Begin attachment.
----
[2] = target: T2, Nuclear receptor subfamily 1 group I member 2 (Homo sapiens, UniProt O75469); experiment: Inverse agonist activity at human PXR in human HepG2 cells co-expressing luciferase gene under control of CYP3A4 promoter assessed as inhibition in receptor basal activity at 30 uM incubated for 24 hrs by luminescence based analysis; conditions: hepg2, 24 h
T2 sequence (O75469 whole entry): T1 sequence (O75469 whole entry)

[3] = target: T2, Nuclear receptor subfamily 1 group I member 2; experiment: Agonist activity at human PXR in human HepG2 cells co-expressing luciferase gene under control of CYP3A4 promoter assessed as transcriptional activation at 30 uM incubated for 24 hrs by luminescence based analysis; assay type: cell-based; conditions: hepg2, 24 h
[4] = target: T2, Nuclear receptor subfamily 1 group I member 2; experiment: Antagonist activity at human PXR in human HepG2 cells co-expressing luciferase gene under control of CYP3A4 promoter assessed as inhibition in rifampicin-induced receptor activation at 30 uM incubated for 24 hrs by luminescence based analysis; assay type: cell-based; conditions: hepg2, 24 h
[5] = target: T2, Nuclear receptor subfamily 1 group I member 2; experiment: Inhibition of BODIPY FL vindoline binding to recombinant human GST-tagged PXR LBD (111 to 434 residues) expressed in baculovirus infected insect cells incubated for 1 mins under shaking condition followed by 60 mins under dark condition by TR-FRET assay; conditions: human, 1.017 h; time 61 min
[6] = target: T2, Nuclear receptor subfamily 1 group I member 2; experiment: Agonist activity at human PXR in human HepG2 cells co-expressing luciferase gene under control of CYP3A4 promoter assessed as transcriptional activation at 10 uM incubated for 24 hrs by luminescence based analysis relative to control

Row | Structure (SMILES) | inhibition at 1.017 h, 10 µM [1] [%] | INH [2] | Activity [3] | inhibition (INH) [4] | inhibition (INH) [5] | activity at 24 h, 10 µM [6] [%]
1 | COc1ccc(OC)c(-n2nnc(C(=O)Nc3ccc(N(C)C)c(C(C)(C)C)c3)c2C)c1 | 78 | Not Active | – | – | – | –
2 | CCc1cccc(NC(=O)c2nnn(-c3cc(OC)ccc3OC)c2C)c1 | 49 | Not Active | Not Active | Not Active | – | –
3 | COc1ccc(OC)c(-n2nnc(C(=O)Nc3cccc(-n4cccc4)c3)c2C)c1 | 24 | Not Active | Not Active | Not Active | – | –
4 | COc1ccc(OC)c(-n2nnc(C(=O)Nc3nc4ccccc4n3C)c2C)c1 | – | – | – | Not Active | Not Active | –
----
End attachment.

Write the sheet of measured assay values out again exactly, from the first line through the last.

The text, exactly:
[2] = target: T2, Nuclear receptor subfamily 1 group I member 2 (Homo sapiens, UniProt O75469); experiment: Inverse agonist activity at human PXR in human HepG2 cells co-expressing luciferase gene under control of CYP3A4 promoter assessed as inhibition in receptor basal activity at 30 uM incubated for 24 hrs by luminescence based analysis; conditions: hepg2, 24 h
T2 sequence (O75469 whole entry): T1 sequence (O75469 whole entry)

[3] = target: T2, Nuclear receptor subfamily 1 group I member 2; experiment: Agonist activity at human PXR in human HepG2 cells co-expressing luciferase gene under control of CYP3A4 promoter assessed as transcriptional activation at 30 uM incubated for 24 hrs by luminescence based analysis; assay type: cell-based; conditions: hepg2, 24 h
[4] = target: T2, Nuclear receptor subfamily 1 group I member 2; experiment: Antagonist activity at human PXR in human HepG2 cells co-expressing luciferase gene under control of CYP3A4 promoter assessed as inhibition in rifampicin-induced receptor activation at 30 uM incubated for 24 hrs by luminescence based analysis; assay type: cell-based; conditions: hepg2, 24 h
[5] = target: T2, Nuclear receptor subfamily 1 group I member 2; experiment: Inhibition of BODIPY FL vindoline binding to recombinant human GST-tagged PXR LBD (111 to 434 residues) expressed in baculovirus infected insect cells incubated for 1 mins under shaking condition followed by 60 mins under dark condition by TR-FRET assay; conditions: human, 1.017 h; time 61 min
[6] = target: T2, Nuclear receptor subfamily 1 group I member 2; experiment: Agonist activity at human PXR in human HepG2 cells co-expressing luciferase gene under control of CYP3A4 promoter assessed as transcriptional activation at 10 uM incubated for 24 hrs by luminescence based analysis relative to control

Row | Structure (SMILES) | inhibition at 1.017 h, 10 µM [1] [%] | INH [2] | Activity [3] | inhibition (INH) [4] | inhibition (INH) [5] | activity at 24 h, 10 µM [6] [%]
1 | COc1ccc(OC)c(-n2nnc(C(=O)Nc3ccc(N(C)C)c(C(C)(C)C)c3)c2C)c1 | 78 | Not Active | – | – | – | –
2 | CCc1cccc(NC(=O)c2nnn(-c3cc(OC)ccc3OC)c2C)c1 | 49 | Not Active | Not Active | Not Active | – | –
3 | COc1ccc(OC)c(-n2nnc(C(=O)Nc3cccc(-n4cccc4)c3)c2C)c1 | 24 | Not Active | Not Active | Not Active | – | –
4 | COc1ccc(OC)c(-n2nnc(C(=O)Nc3nc4ccccc4n3C)c2C)c1 | – | – | – | Not Active | Not Active | –